The truth is, I kind of suck at connecting with people. I forget to answer texts and emails. It's not that I don't want to talk to people, it's just... I end up waiting until the perfect time.
There is no perfect time. This is the only time there is.
Follow some of those links. Head down the rabbit holes of my past. You may meet some of your people, and you may not. Or you could go send an email or a text, or pick up the phone, or walk out your door, or look across the room.
Hello. This has been my journey to this place. Glad to meet you here.
We are listening to the radio, and the boy, who is no longer a baby, is sleeping.
Today, I roasted a chicken, and made the car fit into the garage.
We are waiting for winter to begin, as it must.
The little tasks are as done as they will be. The windows remain un-plasticated, but the hose is detached and coiled over my sagging bicycle in the garage, and there are milk and eggs and bread enough.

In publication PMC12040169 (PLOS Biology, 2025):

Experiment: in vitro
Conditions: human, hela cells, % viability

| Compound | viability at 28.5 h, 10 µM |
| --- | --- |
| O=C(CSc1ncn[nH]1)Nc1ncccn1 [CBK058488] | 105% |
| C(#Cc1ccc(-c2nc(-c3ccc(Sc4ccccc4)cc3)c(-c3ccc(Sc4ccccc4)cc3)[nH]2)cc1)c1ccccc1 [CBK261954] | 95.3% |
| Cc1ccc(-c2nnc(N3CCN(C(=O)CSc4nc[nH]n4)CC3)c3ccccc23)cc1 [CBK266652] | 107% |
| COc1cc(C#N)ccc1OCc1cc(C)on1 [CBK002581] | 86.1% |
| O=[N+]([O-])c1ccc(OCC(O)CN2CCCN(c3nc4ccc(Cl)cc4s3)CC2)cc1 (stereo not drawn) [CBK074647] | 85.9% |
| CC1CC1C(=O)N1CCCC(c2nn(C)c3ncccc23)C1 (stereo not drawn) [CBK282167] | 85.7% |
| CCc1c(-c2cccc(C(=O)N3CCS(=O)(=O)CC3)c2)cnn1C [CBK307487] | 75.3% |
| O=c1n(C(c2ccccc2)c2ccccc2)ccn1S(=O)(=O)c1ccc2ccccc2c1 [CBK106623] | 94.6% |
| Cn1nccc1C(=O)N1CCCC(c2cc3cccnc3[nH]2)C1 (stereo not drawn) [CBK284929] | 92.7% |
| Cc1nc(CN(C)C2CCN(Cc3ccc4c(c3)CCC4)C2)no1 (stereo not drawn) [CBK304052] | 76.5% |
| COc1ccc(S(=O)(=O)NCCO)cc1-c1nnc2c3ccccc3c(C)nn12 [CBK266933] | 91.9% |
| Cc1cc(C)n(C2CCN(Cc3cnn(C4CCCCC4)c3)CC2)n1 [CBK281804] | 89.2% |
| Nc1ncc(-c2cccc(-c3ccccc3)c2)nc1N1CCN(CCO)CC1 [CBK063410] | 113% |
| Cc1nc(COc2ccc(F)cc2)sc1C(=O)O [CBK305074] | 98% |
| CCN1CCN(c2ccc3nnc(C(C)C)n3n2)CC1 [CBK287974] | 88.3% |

Tonight, I am grateful for the house, sighing as the temperature slowly sinks.
For the chicken in the pot, for fat, warm cats lounging around the living room.
For the gas and electric and water and sewer and cable internet, still working.
for the million, million little graces that make up my life.
If you are reading this, chances are, you are somewhere safe enough, warm enough.
Be glad of it, as the snow comes, and the wind and bitter cold.
Martinmas is this week. Think of Martin, who cut his regulation-Roman cloak of heavy scarlet wool into two pieces with his sword, which probably scared the wits out of the shivering beggar in front of him. Martin, who stabbed his sword through the security and complacency of power and offered not only warmth, but humanity, and who saw the divine flame burning lighting through the skin of the beggar in his dreams that night.